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Title: Beads across Australia: An ethnographic and archaeological view of the patterning of Aboriginal ornaments
Contributor(s): McAdam, Leila Evelyn (author); Davidson, Iain  (supervisor)orcid ; Morwood, Michael (supervisor); Ross, June  (supervisor)
Conferred Date: 2009
Copyright Date: 2008
Open Access: Yes
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Abstract: The major focus of this work has been the patterning of Australian Aboriginal beads and their functions. This work started as an investigation into the relationship between Aboriginal material culture and drainage basins and led to the role of beads in determining past human behaviours. The symbolic content of beads has been recognised and their appearance in early archaeological sites has long been accepted as identifiers of modern human behaviour. The patterning of style in beads and other material culture from hunter-gatherer societies has been investigated by authors for interpreting the archaeological record. At the time of European colonisation from the late 1700s, Aborigines were living a hunter-gatherer lifestyle with hundreds of language groups and diverse ways of living. Australia has shell beads that have been dated to over 30,000 years old and there is ethnographic material held in museums from the late 1800s to the early 1900s that shows what Aboriginal people were manufacturing during those early years. Added to that is literature that gives accounts for the use of material culture. A combination of those lines of evidence could have implications for understanding the archaeological record. For this project, I have synthesised the beaded ornaments held in Australian museums and set up a classification system that has allowed me to determine spatial patterning of beads and to investigate current theories for explaining patterning. I determined that there was clear patterning in discrete categories, no two categories had the same distribution and there were categories that were highly standardised for local use and exchange. This study has shown that the relationship between archaeological and ethnographic evidence for beads is more complex than those given by current explanations.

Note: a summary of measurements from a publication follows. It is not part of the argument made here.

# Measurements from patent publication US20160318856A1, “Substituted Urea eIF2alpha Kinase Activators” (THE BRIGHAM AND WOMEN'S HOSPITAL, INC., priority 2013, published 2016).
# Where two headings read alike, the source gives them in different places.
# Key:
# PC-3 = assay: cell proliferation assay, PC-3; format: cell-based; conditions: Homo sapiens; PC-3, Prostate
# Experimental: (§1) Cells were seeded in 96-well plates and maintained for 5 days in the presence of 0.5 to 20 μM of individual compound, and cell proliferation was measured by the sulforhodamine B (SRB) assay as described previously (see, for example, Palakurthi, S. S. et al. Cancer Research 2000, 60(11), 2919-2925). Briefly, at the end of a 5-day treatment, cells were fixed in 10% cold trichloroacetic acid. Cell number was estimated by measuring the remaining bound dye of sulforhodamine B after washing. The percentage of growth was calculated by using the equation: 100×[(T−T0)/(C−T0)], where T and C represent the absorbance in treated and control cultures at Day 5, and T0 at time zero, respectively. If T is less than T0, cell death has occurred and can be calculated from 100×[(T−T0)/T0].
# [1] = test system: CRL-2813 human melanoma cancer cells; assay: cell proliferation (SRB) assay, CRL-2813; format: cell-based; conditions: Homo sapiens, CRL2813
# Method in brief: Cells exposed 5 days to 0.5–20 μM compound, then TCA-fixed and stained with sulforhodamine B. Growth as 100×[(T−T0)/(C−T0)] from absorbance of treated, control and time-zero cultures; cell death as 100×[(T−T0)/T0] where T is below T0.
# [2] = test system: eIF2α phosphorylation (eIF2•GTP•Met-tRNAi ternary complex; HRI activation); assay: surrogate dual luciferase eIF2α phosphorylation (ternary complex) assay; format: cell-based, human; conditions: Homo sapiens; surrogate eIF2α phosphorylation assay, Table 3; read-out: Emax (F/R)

Publication Type: Thesis Doctoral
Field of Research (FoR): 210101 Aboriginal and Torres Strait Islander Archaeology
Rights Statement: Copyright 2008 - Leila Evelyn McAdam
HERDC Category Description: T2 Thesis - Doctorate by Research
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Appears in Collections:School of Humanities, Arts and Social Sciences
Thesis Doctoral

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